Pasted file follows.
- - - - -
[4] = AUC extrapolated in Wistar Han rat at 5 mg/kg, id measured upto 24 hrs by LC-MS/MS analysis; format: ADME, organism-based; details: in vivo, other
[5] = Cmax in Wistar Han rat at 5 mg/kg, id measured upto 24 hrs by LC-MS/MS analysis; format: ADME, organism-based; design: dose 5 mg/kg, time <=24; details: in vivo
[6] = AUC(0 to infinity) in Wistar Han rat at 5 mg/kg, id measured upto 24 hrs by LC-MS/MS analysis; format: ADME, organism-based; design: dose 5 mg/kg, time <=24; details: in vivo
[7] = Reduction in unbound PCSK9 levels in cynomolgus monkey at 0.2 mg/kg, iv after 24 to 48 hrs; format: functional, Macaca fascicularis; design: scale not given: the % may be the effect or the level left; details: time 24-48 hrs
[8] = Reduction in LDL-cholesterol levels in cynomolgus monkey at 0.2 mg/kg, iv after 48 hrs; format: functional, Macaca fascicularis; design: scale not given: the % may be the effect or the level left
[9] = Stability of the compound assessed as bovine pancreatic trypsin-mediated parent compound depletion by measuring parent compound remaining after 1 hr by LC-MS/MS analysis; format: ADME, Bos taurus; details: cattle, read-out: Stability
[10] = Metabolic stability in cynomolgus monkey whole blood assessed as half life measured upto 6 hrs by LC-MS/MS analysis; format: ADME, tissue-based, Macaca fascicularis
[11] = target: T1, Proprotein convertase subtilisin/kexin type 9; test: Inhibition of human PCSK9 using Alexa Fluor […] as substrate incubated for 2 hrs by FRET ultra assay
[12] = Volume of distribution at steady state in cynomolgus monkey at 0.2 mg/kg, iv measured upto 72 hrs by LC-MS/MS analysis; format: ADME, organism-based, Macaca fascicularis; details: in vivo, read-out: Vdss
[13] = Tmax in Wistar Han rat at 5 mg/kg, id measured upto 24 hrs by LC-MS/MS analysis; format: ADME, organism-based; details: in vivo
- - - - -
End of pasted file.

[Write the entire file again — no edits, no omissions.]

[4] = AUC extrapolated in Wistar Han rat at 5 mg/kg, id measured upto 24 hrs by LC-MS/MS analysis; format: ADME, organism-based; details: in vivo, other
[5] = Cmax in Wistar Han rat at 5 mg/kg, id measured upto 24 hrs by LC-MS/MS analysis; format: ADME, organism-based; design: dose 5 mg/kg, time <=24; details: in vivo
[6] = AUC(0 to infinity) in Wistar Han rat at 5 mg/kg, id measured upto 24 hrs by LC-MS/MS analysis; format: ADME, organism-based; design: dose 5 mg/kg, time <=24; details: in vivo
[7] = Reduction in unbound PCSK9 levels in cynomolgus monkey at 0.2 mg/kg, iv after 24 to 48 hrs; format: functional, Macaca fascicularis; design: scale not given: the % may be the effect or the level left; details: time 24-48 hrs
[8] = Reduction in LDL-cholesterol levels in cynomolgus monkey at 0.2 mg/kg, iv after 48 hrs; format: functional, Macaca fascicularis; design: scale not given: the % may be the effect or the level left
[9] = Stability of the compound assessed as bovine pancreatic trypsin-mediated parent compound depletion by measuring parent compound remaining after 1 hr by LC-MS/MS analysis; format: ADME, Bos taurus; details: cattle, read-out: Stability
[10] = Metabolic stability in cynomolgus monkey whole blood assessed as half life measured upto 6 hrs by LC-MS/MS analysis; format: ADME, tissue-based, Macaca fascicularis
[11] = target: T1, Proprotein convertase subtilisin/kexin type 9; test: Inhibition of human PCSK9 using Alexa Fluor […] as substrate incubated for 2 hrs by FRET ultra assay
[12] = Volume of distribution at steady state in cynomolgus monkey at 0.2 mg/kg, iv measured upto 72 hrs by LC-MS/MS analysis; format: ADME, organism-based, Macaca fascicularis; details: in vivo, read-out: Vdss
[13] = Tmax in Wistar Han rat at 5 mg/kg, id measured upto 24 hrs by LC-MS/MS analysis; format: ADME, organism-based; details: in vivo